In this second lesson on signed numbers, students learn about opposites. First they revisit the context of temperature, represented on a vertical number line, extending previous work with interpreting equally spaced divisions to the negative part of the number line. The purpose of this activity is to reestablish the interpretation of distance on the number line in the context of negative numbers. They then create folded number lines to reason about opposites, which are numbers that are on opposite sides of 0 but the same distance from zero. Students will have more practice placing rational numbers of all kinds on the number line in future lessons. In this lesson, it is more important to focus on the concept of opposites than plotting different kinds of rational numbers.
Lesson overview
 2.1 Warmup: A Point on the Number Line (5 minutes)
 2.2 Activity: What’s the Temperature? (10 minutes)

2.3 Activity: Folded Number Lines (20 minutes)
 Includes "Are you Ready for More?" extension problem
 Lesson Synthesis
 2.4 Cooldown: Positive, Negative, and Opposite (5 minutes)
Learning goals:
 Comprehend that two numbers are called “opposites” when they are the same distance from zero, but on different sides of the number line.
 Interpret a point on the number line that represents a positive or negative rational number.
 Plot a point on a number line to represent a positive or negative rational number.
Learning goals (student facing):
 Let’s plot positive and negative numbers on the number line.
Learning targets (student facing):
 I can represent negative numbers on a number line.
 I can determine or approximate the value of any point on a number line.
 I understand what it means for numbers to be opposites.
Required materials:
 tracing paper
 rulers marked with centimeters
Required preparation:
 Each student needs access to a ruler marked with centimeters and at least 1 sheet of tracing paper.
 If the tracing paper is less than 20 cm wide, then students will need to construct their number lines in the “Folded Number Lines” activity to go from 7 to 7, or otherwise construct their number line on the diagonal of the tracing paper.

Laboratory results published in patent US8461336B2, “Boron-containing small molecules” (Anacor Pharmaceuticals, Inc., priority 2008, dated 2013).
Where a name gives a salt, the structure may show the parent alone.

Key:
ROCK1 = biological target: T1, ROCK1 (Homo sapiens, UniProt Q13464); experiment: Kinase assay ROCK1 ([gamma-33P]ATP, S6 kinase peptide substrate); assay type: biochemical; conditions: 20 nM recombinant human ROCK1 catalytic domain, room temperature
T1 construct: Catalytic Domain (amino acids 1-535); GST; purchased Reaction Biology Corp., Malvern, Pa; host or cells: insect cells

Glossary:
 opposite  Two numbers are opposites if they are the same distance from 0 and on different sides of the number line. For example, 4 is the opposite of 4, and 4 is the opposite of 4. They are both the same distance from 0. One is negative, and the other is positive.
 rational number  A rational number is a fraction or the opposite of a fraction. For example, 8 and 8 are rational numbers because they can be written as \(\frac81\) and \(\text\frac81\). Also, 0.75 and 0.75 are rational numbers because they can be written as \(\frac{75}{100}\) and \(\text\frac{75}{100}\).
 Access the complete Grade 6 glossary.
Standards:
 This lesson builds on the standards: CCSS.3.NF.ACCSS.4.NF.CMS.3.NFMS.4.NF
 This lesson builds towards the standard: CCSS.6.NS.C.6.cMS.6.NS.6c
IM 6–8 Math was originally developed by Open Up Resources and authored by Illustrative Mathematics, and is copyright 20172019 by Open Up Resources. It is licensed under the Creative Commons Attribution 4.0 International License (CC BY 4.0). OUR's 6–8 Math Curriculum is available at https://openupresources.org/mathcurriculum/.
Adaptations and updates to IM 6–8 Math are copyright 2019 by Illustrative Mathematics, and are licensed under the Creative Commons Attribution 4.0 International License (CC BY 4.0).
Adaptations to add additional English language learner supports are copyright 2019 by Open Up Resources, and are licensed under the Creative Commons Attribution 4.0 International License (CC BY 4.0).
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